In largely low-income, largely Latino South Tucson, a community of grandparents who’ve taken in grandchildren approached a local foundation for support to design affordable homes to meet the needs of this evolving family phenomenon. The foundation reached out to a design firm and a landscape architect, who worked with the grandparents on plans for what became Las Abuelitas Kinship Housing, which now fills a set of once-blighted lots.
After decades of urban decline, Detroit Future City offers a 50-year blueprint for revitalization. In drafting the plan a few years ago, organizers used 26 different tactics to engage a diverse range of participants — youth to community leaders — to have a say in their future. One tactic included a radio call-in town hall, focusing on engaging senior citizens who might not be able to attend an in-person event.
When El Paso threatened to raze El Segundo Barrio, historians collaborated with residents and activists to create Museo Urbano, installing banners and a mural depicting historical figures on buildings to call attention to the significance of the neighborhood, saving it from destruction (although development today now threatens to displace residents).
All three of these examples are part of the newly opened exhibit, “By the People: Designing a Better America,” at the Smithsonian’s Cooper Hewitt Museum in NYC. Gathering 60 collaborative designs from throughout the United States, it’s the third installment in a Smithsonian series on socially responsible design (along with Design for the Other 90 Percent and Design With the Other 90 Percent: Cities).
Presented in the context of the more than 40 million people living below the federal poverty line, the country’s widening economic inequality and gaping holes in the social safety net, the featured projects represent community-driven or community-shaped responses to that reality. There are no silver bullets, but there is a common pattern: People in need are participating more and more in designing solutions to meet those needs.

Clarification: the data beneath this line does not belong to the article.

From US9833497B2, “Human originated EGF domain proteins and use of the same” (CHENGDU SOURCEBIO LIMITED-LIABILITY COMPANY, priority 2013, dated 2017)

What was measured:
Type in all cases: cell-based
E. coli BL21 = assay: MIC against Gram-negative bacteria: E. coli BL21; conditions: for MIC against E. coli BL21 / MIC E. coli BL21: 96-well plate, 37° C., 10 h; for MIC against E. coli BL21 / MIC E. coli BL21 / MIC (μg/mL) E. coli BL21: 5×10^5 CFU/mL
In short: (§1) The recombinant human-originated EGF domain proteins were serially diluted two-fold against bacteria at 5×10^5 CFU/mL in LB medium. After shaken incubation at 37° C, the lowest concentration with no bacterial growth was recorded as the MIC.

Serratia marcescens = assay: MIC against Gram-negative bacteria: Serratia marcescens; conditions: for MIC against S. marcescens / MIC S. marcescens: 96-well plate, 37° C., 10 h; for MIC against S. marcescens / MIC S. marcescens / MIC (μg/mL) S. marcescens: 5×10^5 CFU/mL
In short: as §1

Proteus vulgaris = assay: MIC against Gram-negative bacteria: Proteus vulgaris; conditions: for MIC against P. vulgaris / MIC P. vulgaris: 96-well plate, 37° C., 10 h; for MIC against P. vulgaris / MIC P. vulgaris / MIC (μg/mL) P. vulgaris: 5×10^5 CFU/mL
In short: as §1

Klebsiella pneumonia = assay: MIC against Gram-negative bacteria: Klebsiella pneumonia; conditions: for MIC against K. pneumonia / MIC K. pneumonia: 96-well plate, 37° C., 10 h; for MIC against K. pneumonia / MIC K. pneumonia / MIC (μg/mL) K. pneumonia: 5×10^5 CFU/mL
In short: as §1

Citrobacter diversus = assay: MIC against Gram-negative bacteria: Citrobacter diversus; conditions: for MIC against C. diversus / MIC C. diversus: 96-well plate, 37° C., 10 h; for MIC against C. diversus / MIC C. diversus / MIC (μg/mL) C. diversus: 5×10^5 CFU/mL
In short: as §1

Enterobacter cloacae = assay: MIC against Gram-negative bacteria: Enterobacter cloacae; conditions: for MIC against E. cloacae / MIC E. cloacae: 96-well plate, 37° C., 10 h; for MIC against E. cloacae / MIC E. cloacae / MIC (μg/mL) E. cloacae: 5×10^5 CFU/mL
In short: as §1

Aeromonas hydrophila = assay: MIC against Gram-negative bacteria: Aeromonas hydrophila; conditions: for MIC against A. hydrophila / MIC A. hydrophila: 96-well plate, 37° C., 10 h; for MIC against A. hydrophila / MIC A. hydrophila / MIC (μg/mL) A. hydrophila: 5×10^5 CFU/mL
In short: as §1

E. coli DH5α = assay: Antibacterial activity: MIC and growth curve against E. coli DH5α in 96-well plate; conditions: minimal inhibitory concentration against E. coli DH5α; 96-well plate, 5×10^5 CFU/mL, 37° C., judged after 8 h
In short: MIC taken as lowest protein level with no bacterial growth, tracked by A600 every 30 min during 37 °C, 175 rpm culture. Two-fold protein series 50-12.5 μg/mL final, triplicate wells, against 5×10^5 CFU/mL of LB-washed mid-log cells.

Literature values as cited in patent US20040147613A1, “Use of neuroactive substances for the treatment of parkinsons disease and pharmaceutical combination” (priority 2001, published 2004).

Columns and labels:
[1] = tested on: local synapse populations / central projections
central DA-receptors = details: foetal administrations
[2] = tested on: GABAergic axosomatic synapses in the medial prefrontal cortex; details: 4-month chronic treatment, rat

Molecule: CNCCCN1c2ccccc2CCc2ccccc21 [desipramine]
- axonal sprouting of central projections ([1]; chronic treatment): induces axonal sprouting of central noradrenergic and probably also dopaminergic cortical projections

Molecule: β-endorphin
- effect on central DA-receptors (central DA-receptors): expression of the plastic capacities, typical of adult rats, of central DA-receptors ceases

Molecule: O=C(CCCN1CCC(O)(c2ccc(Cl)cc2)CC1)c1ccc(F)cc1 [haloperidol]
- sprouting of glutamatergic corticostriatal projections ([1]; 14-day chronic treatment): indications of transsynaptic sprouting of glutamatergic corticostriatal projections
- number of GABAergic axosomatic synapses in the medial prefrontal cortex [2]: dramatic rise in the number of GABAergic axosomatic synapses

“One of the questions that came up was how can we help people understand that they have agency in the world,” says Cynthia Smith, the Smithsonian’s curator of socially responsible design. To put the exhibit together, she spent around two years traveling around the country, meeting and interviewing people from a wide array of backgrounds, from nonprofits and community development staff, to designers and architects, to residents and grandparents. Many of them were very curious to see what people were doing in other parts of the country.
“If it was going to show up in the exhibition, I wanted it to be something that somebody somewhere else might want to think about and bring to where they are,” she says.
Some of the ideas on display have already been implemented and inspired others around the country. There’s Dudley Street Neighborhood Initiative’s Community Land Trust and the campaign to create it. While that wasn’t the first community land trust in the U.S., it’s certainly inspired many others to utilize community land trusts as a model for community-led revitalization as well as a bulwark against displacement after development gets going.
Other concepts were great on paper, but haven’t quite worked ideally in practice, such as Atlanta’s BeltLine, a rails-to-trail corridor ringing the city’s core.